the story of hemp
Now, this is a story all about how hemp got flipped-turned upside down...
Hemp gets a bad rap. When you hear the word “hemp,” you probably think of weed, bud, pot, chronic, reefer, Mary Jane, doobies, wacky tobaccy, devil’s lettuce, or any of the other assorted monikers for “that plant that gets you high.” But hemp is much more than that. (And much less than that!) In fact, the main difference between hemp and marijuana is that hemp has a THC content of 0.3% or less. So, it can’t even get you high. But here’s what it CAN do...
As far back as 8,000 BC, hemp as been cultivated for textile fiber. The earliest specimens were discovered in ancient Mesopotamia, and are considered to be the oldest examples of human industry. In 1,200 BC, hemp hit Europe and quickly spread throughout the rest of the world. The Chinese pioneered the use of hemp in paper-making, and in Canada, it was the first crop to be subsidized by the government. During the Middle Ages, sailing ships became dependent on hemp for their sails. Fun fact: the word “canvas” derives from “cannabis!” For centuries hemp has been used for medicinal purposes, and has been a common remedy for difficult childbirth, convulsions, arthritic joints, rheumatism, dysentery, and insomnia.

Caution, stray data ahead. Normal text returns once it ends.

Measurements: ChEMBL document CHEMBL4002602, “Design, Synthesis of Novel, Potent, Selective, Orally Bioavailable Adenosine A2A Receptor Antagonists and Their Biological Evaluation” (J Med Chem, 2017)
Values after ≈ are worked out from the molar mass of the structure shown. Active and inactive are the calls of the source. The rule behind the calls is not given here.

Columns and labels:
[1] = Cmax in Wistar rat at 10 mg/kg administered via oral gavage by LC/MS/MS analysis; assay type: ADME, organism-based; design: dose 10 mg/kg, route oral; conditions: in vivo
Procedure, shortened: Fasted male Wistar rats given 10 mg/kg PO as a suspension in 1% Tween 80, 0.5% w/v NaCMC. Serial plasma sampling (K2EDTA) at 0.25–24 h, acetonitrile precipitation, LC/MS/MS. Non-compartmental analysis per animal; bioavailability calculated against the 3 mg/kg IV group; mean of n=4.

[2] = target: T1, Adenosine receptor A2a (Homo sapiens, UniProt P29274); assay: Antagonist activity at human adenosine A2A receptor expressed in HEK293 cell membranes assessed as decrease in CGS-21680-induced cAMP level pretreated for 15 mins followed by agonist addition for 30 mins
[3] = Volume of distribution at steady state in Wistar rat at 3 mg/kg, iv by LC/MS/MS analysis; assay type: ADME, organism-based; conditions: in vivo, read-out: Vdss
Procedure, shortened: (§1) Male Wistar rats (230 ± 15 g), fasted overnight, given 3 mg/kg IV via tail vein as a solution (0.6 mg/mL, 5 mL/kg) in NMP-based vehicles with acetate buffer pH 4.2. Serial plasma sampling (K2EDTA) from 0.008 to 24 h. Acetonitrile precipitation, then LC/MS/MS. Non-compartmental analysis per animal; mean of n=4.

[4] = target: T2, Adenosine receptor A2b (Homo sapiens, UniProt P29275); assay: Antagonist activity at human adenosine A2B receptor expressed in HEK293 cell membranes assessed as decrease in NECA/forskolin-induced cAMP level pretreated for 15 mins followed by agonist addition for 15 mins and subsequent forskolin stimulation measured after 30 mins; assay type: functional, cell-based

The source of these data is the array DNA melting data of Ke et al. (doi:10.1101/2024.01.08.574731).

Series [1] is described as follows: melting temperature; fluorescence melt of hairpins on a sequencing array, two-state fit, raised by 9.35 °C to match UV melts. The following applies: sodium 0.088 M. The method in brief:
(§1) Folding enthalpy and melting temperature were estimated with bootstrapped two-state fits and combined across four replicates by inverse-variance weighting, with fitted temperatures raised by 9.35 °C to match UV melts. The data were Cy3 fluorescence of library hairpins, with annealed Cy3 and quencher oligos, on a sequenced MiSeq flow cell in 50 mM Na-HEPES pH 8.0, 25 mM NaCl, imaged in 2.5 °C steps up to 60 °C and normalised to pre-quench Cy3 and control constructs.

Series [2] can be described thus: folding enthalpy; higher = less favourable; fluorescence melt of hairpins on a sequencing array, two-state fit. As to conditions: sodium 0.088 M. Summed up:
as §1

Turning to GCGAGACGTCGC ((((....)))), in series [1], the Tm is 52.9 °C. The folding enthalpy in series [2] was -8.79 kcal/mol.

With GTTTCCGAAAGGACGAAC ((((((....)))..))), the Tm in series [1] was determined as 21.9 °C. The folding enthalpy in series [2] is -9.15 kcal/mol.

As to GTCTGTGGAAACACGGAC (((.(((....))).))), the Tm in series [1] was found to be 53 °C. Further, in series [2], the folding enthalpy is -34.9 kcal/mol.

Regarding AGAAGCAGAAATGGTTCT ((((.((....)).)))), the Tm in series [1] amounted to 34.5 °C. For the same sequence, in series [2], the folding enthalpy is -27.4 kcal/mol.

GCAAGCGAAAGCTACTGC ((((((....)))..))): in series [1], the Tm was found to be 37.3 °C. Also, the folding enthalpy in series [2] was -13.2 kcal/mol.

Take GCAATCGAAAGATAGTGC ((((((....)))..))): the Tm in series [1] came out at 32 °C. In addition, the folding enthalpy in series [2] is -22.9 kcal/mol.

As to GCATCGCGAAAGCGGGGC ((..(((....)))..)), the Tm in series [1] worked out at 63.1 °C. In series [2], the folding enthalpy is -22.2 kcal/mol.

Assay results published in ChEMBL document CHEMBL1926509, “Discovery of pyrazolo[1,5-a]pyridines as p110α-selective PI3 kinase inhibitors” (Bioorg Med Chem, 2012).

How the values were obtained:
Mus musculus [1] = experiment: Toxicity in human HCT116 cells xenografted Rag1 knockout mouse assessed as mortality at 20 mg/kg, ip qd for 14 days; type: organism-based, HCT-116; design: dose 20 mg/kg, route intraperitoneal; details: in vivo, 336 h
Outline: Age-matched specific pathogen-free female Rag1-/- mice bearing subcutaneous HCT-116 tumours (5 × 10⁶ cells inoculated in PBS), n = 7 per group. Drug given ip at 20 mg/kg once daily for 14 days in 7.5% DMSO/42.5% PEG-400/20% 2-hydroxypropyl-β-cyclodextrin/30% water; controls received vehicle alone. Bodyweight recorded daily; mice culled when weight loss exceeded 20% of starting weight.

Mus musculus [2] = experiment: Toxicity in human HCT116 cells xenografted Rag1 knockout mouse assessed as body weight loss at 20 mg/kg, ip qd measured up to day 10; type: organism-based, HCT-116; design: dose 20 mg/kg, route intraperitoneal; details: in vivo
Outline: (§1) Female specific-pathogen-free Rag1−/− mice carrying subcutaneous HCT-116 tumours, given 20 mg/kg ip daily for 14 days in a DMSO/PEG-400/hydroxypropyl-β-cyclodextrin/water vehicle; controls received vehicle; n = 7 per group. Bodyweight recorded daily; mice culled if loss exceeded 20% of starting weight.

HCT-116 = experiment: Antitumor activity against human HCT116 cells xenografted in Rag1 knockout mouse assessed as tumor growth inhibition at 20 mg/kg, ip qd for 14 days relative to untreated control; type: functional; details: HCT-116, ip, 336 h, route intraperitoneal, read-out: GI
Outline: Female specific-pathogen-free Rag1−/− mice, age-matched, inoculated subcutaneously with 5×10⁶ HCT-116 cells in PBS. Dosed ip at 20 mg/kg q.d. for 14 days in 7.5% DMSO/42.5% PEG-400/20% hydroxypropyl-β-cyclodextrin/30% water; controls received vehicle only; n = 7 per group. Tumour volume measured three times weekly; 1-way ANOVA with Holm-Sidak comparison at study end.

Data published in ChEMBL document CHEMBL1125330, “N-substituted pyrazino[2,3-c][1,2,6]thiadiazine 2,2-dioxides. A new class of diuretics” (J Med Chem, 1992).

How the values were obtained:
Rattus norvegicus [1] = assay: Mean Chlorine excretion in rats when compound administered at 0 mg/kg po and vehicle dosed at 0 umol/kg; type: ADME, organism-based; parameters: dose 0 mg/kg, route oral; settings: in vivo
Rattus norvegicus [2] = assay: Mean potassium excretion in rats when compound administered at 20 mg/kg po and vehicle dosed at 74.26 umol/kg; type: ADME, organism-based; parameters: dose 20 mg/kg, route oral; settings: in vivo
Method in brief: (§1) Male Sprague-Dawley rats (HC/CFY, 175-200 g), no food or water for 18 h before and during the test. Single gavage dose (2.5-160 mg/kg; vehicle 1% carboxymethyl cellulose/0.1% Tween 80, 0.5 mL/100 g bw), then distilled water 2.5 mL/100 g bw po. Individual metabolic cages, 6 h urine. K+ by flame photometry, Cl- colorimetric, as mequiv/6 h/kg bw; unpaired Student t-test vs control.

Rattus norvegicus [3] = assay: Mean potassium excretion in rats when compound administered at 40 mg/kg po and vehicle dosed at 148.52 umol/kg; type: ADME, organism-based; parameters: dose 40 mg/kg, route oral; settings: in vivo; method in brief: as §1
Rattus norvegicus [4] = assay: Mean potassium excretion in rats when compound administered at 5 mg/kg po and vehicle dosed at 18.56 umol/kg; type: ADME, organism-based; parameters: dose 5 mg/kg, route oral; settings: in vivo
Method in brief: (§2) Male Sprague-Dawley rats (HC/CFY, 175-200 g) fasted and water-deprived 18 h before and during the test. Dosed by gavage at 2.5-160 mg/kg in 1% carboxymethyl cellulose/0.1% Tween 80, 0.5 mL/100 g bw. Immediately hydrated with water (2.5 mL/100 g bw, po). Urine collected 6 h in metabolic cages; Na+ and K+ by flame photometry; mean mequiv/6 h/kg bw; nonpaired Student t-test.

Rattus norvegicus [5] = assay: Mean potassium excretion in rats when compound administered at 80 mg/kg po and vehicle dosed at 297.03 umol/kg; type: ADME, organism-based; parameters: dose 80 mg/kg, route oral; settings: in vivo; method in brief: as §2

Although hemp played a major role in the early development of North America, it was eventually overshadowed by cotton. Kind of like how Betamax lost out to VHS in the 80s. In the 1930s, hemp took an even bigger hit when petroleum-based synthetic textile companies like DuPont lobbied against it. Newspaper manufacturers and lumber barons were also threatened by this wonder weed. In 1937, despite being called “the billion-dollar crop” by Popular Mechanics, the negative propaganda won out and hemp was banned later that year.
For the next 80 years, the plant with over 25,000 diverse uses including paints, inks, varnishes, food, building materials, and textiles (fun fact: the first Levi’s jeans were made from hemp!) was banned in the United States, whose Declaration of Independence was written on hemp paper. Oh, sweet irony!
A New Hope: In December 2018, the Farm Bill removed hemp from Schedule 1 controlled substances, making it an ordinary agricultural commodity. And, with modern technical advances, the potential for hemp expands into a myriad of new uses such as composite boards, motor vehicle brake and clutch pads, plastics, fuels, bio-diesel, and eco-solid fuel. In fact, anything that can be made from a hydrocarbon (fossil fuel) can also be made from a carbohydrate like hemp. For more info on what’s in hemp, please refer to our FAQs!